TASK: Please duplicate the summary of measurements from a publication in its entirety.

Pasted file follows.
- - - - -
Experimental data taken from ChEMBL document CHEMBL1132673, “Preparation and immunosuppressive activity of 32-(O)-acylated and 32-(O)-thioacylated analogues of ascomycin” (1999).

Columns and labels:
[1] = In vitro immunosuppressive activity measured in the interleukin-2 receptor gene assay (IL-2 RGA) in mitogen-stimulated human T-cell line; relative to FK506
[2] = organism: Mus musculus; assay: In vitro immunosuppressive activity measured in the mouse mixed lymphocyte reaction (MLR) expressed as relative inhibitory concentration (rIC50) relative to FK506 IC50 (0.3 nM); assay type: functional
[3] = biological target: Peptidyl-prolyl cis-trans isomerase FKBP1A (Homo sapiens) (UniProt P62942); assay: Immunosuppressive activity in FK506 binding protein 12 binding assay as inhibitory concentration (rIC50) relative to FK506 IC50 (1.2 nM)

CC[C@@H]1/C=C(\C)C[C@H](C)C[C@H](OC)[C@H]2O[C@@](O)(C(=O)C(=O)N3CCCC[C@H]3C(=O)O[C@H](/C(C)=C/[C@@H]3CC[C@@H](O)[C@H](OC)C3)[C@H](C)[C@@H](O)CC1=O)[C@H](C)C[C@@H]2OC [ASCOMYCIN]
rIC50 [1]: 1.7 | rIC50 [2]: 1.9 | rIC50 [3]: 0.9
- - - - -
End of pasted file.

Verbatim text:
Experimental data taken from ChEMBL document CHEMBL1132673, “Preparation and immunosuppressive activity of 32-(O)-acylated and 32-(O)-thioacylated analogues of ascomycin” (1999).

Columns and labels:
[1] = In vitro immunosuppressive activity measured in the interleukin-2 receptor gene assay (IL-2 RGA) in mitogen-stimulated human T-cell line; relative to FK506
[2] = organism: Mus musculus; assay: In vitro immunosuppressive activity measured in the mouse mixed lymphocyte reaction (MLR) expressed as relative inhibitory concentration (rIC50) relative to FK506 IC50 (0.3 nM); assay type: functional
[3] = biological target: Peptidyl-prolyl cis-trans isomerase FKBP1A (Homo sapiens) (UniProt P62942); assay: Immunosuppressive activity in FK506 binding protein 12 binding assay as inhibitory concentration (rIC50) relative to FK506 IC50 (1.2 nM)

CC[C@@H]1/C=C(\C)C[C@H](C)C[C@H](OC)[C@H]2O[C@@](O)(C(=O)C(=O)N3CCCC[C@H]3C(=O)O[C@H](/C(C)=C/[C@@H]3CC[C@@H](O)[C@H](OC)C3)[C@H](C)[C@@H](O)CC1=O)[C@H](C)C[C@@H]2OC [ASCOMYCIN]
rIC50 [1]: 1.7 | rIC50 [2]: 1.9 | rIC50 [3]: 0.9